Semiconductor company, ARM, has announced its latest display solution for smartphone manufacturers, comprising three main components aiming to deliver an improved viewing experience when consuming content such as virtual reality and HDR videos. The new ARM solution includes a new Mali-D71 display processor (not to be confused with the Mali-G71 graphics chip), a new Assertive Display 5 chipset, and the ARM CoreLink MMU-600 System Memory Management Unit.
With an increasing number of premium smartphones adopting 4K displays, maintaining a crisp image and a high frame rate has become increasingly difficult without a strongly optimized display processor. According to ARM, this is where the new Mali-D71 chip comes in to ensure that 4K images can be delivered at a rate of 120 frames per second. This is achieved by the chip’s capability to sustain up to 4x the delay on the system bus for the same throughput when compared to the previous Mali-DP650 processor, all thanks to significant memory subsystem optimizations. In addition, the ARM Mali-D71 can repurpose the resources required by a secondary display when using a single panel in order to effectively double the performance. Furthermore, with unprecedented 2x pixel throughput the Mali-D71 can provide 4K VR performance at 120 frames per second, all the while requiring 30 percent less energy, claims the manufacturer.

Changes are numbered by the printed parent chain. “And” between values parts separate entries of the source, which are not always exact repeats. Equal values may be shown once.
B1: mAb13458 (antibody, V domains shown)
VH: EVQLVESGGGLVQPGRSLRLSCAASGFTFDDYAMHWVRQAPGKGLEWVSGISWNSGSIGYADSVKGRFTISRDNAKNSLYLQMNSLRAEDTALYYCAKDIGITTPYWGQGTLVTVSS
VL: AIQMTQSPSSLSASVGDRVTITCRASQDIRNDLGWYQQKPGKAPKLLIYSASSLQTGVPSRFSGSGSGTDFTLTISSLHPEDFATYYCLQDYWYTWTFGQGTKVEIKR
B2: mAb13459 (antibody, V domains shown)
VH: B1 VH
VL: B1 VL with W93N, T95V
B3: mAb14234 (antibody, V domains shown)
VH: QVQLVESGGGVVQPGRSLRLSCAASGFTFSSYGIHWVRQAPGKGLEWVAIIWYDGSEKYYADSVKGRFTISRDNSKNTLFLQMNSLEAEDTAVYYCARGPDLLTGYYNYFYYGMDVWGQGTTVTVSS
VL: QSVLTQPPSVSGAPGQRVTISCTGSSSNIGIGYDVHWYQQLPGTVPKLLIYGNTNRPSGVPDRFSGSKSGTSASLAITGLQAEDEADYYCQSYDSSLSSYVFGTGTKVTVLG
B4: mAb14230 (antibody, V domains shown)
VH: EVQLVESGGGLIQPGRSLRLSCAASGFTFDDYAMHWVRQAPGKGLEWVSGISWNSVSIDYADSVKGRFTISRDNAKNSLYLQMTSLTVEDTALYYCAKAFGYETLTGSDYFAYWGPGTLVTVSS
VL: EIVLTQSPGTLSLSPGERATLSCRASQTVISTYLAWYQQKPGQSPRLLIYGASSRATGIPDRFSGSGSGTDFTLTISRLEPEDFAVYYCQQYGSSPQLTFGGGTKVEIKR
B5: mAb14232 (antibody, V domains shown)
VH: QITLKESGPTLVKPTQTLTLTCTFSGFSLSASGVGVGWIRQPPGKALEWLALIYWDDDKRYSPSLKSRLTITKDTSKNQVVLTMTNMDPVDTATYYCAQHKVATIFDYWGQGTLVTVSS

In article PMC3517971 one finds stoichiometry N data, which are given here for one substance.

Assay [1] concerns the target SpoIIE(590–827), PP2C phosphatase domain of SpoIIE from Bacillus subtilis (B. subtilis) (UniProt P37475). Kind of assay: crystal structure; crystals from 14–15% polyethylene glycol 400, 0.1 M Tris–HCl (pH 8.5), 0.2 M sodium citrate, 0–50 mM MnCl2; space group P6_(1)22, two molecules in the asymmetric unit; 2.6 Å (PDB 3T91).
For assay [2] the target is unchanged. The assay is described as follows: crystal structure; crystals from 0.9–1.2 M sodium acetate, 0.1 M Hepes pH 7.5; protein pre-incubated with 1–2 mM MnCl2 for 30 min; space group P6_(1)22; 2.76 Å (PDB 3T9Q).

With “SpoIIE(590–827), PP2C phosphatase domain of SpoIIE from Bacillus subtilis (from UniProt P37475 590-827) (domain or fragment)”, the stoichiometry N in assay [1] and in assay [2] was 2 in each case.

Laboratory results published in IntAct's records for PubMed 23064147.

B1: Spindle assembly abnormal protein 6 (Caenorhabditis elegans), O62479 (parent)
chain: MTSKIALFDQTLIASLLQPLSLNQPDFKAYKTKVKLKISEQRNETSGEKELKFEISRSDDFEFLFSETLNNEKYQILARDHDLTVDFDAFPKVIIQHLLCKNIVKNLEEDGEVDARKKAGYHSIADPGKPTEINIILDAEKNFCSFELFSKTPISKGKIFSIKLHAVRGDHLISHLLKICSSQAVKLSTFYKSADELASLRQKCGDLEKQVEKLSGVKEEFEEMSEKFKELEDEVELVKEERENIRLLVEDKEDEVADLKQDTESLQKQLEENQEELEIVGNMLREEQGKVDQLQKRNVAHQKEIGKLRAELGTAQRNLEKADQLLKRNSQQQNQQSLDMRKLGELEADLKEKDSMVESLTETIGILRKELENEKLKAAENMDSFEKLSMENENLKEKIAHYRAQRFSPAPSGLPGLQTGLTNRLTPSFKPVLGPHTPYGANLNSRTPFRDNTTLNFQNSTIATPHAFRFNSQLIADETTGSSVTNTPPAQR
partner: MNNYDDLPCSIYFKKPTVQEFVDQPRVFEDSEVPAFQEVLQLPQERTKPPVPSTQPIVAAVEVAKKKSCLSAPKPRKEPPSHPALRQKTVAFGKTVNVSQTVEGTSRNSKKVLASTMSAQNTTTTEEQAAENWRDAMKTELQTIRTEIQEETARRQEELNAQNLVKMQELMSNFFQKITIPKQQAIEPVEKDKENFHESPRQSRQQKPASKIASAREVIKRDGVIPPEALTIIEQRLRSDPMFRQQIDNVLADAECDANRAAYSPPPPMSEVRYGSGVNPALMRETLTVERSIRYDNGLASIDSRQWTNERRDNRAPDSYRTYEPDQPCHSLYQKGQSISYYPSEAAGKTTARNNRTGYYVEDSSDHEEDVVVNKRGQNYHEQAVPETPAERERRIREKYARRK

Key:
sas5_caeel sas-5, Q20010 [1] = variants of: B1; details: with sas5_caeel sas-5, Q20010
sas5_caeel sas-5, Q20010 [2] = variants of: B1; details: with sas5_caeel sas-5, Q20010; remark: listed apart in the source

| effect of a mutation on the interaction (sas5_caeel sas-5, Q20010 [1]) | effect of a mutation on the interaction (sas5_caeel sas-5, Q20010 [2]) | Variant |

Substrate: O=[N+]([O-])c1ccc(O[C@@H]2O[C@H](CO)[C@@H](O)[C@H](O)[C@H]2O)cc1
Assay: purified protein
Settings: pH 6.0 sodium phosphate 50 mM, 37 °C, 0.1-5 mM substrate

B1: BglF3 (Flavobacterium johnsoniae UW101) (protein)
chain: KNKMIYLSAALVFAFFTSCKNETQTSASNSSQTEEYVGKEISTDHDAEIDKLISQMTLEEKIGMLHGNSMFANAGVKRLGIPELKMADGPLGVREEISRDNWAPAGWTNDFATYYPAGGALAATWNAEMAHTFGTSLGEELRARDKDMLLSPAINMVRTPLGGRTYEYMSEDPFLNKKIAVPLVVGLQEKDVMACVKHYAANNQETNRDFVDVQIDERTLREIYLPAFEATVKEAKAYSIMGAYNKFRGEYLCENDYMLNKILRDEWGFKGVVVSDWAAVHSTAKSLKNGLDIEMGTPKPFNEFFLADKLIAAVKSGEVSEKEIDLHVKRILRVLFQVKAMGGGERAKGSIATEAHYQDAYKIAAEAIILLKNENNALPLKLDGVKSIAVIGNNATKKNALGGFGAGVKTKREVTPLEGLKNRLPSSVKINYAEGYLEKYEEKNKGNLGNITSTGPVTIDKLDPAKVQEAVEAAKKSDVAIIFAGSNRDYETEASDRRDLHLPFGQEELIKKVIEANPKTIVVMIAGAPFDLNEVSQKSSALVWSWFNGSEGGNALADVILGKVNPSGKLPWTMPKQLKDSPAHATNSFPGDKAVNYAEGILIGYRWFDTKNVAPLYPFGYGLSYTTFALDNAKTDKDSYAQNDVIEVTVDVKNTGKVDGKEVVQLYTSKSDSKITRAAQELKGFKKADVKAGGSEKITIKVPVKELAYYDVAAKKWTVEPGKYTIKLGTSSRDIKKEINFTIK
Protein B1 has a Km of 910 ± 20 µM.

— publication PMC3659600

The aforementioned display processor works hand-in-hand with a new System Memory Management Unit called the ARM CoreLink MMU-600, resulting in 50 percent latency improvement and secure content protection for media. Finally, the company unveiled a new Assertive Display 5 chip building upon the previous AD technology to further improve visibility in direct sunlight and provide HDR management for display pipelines, improved gamut and color management, as well as higher power savings. According to the chipmaker, the new Assertive Display 5 silicon can deliver HDR10 or HLG content even on SDR displays, all the while providing a low power design without any additional workload having to be passed on to the CPU or system memory. It remains to be seen when ARM’s newest display solution will be adopted by OEMs and which one will be the first to bring these technologies to the consumer market. In any case, it’s likely that ARM’s latest solution won’t make it onto consumer devices before the end of 2017.